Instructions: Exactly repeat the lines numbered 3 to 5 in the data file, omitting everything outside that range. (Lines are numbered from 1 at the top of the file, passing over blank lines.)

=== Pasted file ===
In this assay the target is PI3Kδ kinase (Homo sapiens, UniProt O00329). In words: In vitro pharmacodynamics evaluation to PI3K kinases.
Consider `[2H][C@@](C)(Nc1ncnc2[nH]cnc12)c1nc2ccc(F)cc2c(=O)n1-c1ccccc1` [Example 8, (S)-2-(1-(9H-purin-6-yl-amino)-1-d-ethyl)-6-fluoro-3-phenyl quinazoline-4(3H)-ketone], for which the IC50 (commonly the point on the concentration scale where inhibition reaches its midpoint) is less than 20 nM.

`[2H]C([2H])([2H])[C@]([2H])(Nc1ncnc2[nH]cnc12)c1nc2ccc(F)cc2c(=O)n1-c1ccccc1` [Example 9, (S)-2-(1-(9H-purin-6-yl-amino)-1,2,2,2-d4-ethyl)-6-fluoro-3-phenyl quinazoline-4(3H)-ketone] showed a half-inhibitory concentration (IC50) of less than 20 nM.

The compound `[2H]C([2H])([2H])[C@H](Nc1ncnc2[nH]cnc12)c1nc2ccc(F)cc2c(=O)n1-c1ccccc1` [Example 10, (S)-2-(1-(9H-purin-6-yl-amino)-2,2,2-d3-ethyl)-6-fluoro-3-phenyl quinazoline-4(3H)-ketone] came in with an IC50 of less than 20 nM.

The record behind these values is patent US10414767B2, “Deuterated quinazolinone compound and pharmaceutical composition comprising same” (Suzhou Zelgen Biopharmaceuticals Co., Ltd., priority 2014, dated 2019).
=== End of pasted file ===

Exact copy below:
`[2H]C([2H])([2H])[C@]([2H])(Nc1ncnc2[nH]cnc12)c1nc2ccc(F)cc2c(=O)n1-c1ccccc1` [Example 9, (S)-2-(1-(9H-purin-6-yl-amino)-1,2,2,2-d4-ethyl)-6-fluoro-3-phenyl quinazoline-4(3H)-ketone] showed a half-inhibitory concentration (IC50) of less than 20 nM.

The compound `[2H]C([2H])([2H])[C@H](Nc1ncnc2[nH]cnc12)c1nc2ccc(F)cc2c(=O)n1-c1ccccc1` [Example 10, (S)-2-(1-(9H-purin-6-yl-amino)-2,2,2-d3-ethyl)-6-fluoro-3-phenyl quinazoline-4(3H)-ketone] came in with an IC50 of less than 20 nM.

The record behind these values is patent US10414767B2, “Deuterated quinazolinone compound and pharmaceutical composition comprising same” (Suzhou Zelgen Biopharmaceuticals Co., Ltd., priority 2014, dated 2019).